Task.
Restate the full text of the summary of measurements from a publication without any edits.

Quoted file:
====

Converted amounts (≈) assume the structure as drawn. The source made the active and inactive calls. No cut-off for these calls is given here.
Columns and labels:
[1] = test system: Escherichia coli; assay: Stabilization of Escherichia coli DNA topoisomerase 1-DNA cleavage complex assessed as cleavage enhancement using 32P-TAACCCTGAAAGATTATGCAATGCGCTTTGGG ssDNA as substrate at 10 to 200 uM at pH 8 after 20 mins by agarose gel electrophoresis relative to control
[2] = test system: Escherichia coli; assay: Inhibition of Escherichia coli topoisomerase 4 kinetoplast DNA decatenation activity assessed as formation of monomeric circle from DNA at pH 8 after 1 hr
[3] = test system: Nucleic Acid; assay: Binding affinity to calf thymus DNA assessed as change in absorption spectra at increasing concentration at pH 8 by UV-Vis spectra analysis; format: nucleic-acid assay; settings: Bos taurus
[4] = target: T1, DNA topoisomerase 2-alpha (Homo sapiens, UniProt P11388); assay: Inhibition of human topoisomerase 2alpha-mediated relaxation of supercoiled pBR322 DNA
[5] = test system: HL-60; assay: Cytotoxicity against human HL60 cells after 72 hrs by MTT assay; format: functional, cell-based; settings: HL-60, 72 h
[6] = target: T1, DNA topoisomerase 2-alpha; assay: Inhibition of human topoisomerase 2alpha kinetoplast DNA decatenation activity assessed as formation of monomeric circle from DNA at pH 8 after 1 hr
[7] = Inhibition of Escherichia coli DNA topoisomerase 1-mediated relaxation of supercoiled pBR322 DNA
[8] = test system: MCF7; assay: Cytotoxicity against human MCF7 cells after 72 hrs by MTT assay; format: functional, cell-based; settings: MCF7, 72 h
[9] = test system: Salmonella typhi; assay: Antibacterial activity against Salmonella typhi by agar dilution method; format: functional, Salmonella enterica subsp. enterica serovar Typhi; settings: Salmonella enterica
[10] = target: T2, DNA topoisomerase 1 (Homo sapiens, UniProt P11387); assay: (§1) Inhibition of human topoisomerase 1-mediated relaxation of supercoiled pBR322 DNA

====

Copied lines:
Converted amounts (≈) assume the structure as drawn. The source made the active and inactive calls. No cut-off for these calls is given here.
Columns and labels:
[1] = test system: Escherichia coli; assay: Stabilization of Escherichia coli DNA topoisomerase 1-DNA cleavage complex assessed as cleavage enhancement using 32P-TAACCCTGAAAGATTATGCAATGCGCTTTGGG ssDNA as substrate at 10 to 200 uM at pH 8 after 20 mins by agarose gel electrophoresis relative to control
[2] = test system: Escherichia coli; assay: Inhibition of Escherichia coli topoisomerase 4 kinetoplast DNA decatenation activity assessed as formation of monomeric circle from DNA at pH 8 after 1 hr
[3] = test system: Nucleic Acid; assay: Binding affinity to calf thymus DNA assessed as change in absorption spectra at increasing concentration at pH 8 by UV-Vis spectra analysis; format: nucleic-acid assay; settings: Bos taurus
[4] = target: T1, DNA topoisomerase 2-alpha (Homo sapiens, UniProt P11388); assay: Inhibition of human topoisomerase 2alpha-mediated relaxation of supercoiled pBR322 DNA
[5] = test system: HL-60; assay: Cytotoxicity against human HL60 cells after 72 hrs by MTT assay; format: functional, cell-based; settings: HL-60, 72 h
[6] = target: T1, DNA topoisomerase 2-alpha; assay: Inhibition of human topoisomerase 2alpha kinetoplast DNA decatenation activity assessed as formation of monomeric circle from DNA at pH 8 after 1 hr
[7] = Inhibition of Escherichia coli DNA topoisomerase 1-mediated relaxation of supercoiled pBR322 DNA
[8] = test system: MCF7; assay: Cytotoxicity against human MCF7 cells after 72 hrs by MTT assay; format: functional, cell-based; settings: MCF7, 72 h
[9] = test system: Salmonella typhi; assay: Antibacterial activity against Salmonella typhi by agar dilution method; format: functional, Salmonella enterica subsp. enterica serovar Typhi; settings: Salmonella enterica
[10] = target: T2, DNA topoisomerase 1 (Homo sapiens, UniProt P11387); assay: (§1) Inhibition of human topoisomerase 1-mediated relaxation of supercoiled pBR322 DNA